Genomic DNAs were extracted from peripheral blood samples of all the patients. After exclusion of the two most common genes (TOR1A, THAP1) for dystonia by Sanger sequencing, whole-exome sequencings (WES) were carried out in all patients. The detailed methods for WES were shown in Supplementary Materials. Briefly, variants were called, aligned, annotated and filtered. Only missense, nonsense, splice-site, in-frame insertion/deletion and frameshift variants with population minor allele frequency (MAF) <1% in public databases of normal human variation were selected for further assessment. The referenced public databases included 1000 Genomes Project (http://www.ncbi.nlm.nih.gov/variation/tools/1000genomes/), Exome Aggregation Consortium (ExAC; http://exac.broadinstitute.org/) and genome Aggregation Database (genomAD, http://gnomad-old.broadinstitute.org/). Pathogenicity prediction were performed by SIFT (http://sift.jcvi.org), PolyPhen-2 (http://genetics.bwh.harvard.edu/pph2), MutationTaster (http://www.mutationtaster.org), and Combined Annotation Dependent Depletion (CADD; http://cadd.gs.washington.edu). Potential causal variants were further verified by Sanger sequencing and tested for cosegregation in their available family members. Then these variants were tested in 100 Chinese unrelated healthy individuals by Sanger sequencing. The clinical effects of identified variants were classified according to the American College of Medical Genetics and Genomics (ACMG) standards and guidelines (14).
In this study, three novel KMT2B (NM_014727.2) variants were detected, including one nonsense variant c.4075C>T (p.Q1359*) in patient 1, one frameshift variant c.4458delC (p.R1487AfsTer7) in patient 2, and one missense variant c.454C>T (p.R152W) in patient 3 (Table 1). The clinical features of affected patients were summarized in Table 2.
Patient 1 was a 31 year-old man who was the only child born to his healthy non-consanguineous parents. Family history and delivery history of the patient were unremarkable. At the age of 24, he first developed slurred speech. The symptom progressed slowly. Mild dystonia of left leg were later noticed when he was admitted to our hospital (Video S1). Also, short statue, microcephaly and bulbous nasal tip were present in this patient. However, there was no evidence of additional neurological features such as developmental delay, intellectual disability and seizure. Brain magnetic resonance imaging (MRI) was unremarkable from the age of 24 to 31. Administration of medication, including levodopa, baclofen and benzhexol, did not show any clinical benefit. Whole-exome sequencing (WES) was performed and detected a novel heterozygous stop-gain variant c.4075C>T (p.Q1359*) in KMT2B. The variant was absent in dbSNP, ExAc, 1000 Genomes, and gnomAD. It was predicted to “disease causing” by MutationTaster and scored 38 by CADD. Segregation analysis revealed that the stop-gain variant was absent in his parents which indicated it was de novo (Table 1; Figure 1).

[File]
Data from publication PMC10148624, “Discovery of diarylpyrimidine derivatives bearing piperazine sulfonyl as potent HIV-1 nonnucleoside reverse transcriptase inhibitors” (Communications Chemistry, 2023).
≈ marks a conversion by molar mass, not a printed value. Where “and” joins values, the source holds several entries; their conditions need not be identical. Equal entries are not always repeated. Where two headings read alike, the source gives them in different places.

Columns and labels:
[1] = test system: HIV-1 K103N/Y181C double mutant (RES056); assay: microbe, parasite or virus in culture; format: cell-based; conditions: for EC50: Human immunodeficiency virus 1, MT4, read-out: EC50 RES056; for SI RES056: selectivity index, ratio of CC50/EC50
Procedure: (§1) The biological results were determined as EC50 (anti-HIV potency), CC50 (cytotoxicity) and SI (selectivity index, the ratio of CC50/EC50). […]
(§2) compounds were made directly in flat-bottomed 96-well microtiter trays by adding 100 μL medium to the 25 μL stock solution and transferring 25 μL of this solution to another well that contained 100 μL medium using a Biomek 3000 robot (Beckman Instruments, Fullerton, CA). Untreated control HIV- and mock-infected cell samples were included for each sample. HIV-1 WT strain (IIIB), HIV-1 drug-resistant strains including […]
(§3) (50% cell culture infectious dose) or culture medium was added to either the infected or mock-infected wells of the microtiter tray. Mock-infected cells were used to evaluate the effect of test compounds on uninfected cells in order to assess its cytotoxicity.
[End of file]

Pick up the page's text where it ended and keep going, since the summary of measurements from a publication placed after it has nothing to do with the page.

Figure 1. Detection of KMT2B nonsense mutation p.Q1359* in patient 1. (A) DNA sequencing chromatograms of portions of KMT2B gene nonsense mutation (p.Q1359*) (red arrowed). (B) Pedigree chart of patient 1. (A,B) demonstrated the de novo status of the nonsense mutation. (C) Conservation across multiple species at position 1359 (red rectangle).
Patient 2 was a 15 year-old girl from a non-consanguineous family with negative family history. She firstly experienced abnormal gait with dystonia posturing in her feet at the age of 7 years. During the following years, she developed slurred speech, followed by abnormal posture of right hand, leading to handwriting difficulty (Video S2). The severity of these symptoms mildly progressed, especially the severe dysphonia. Neuroimaging of brain showed no obvious abnormalities. Medical interventions including levodopa were of little effect. The testings of gene GCH1, TOR1A, and THAP1 did not detect any pathogenic variants. WES was then performed and uncovered a heterozygous KMT2B frameshift variant c.4458delC (p.R1487AfsTer7), which was never reported before. This variant was absent in dbSNP, ExAc, 1000 Genomes and gnomAD, and predicted a score of 29.5 by CADD. Segregation analysis demonstrated the de novo status of the variant (Table 1; Figure 2).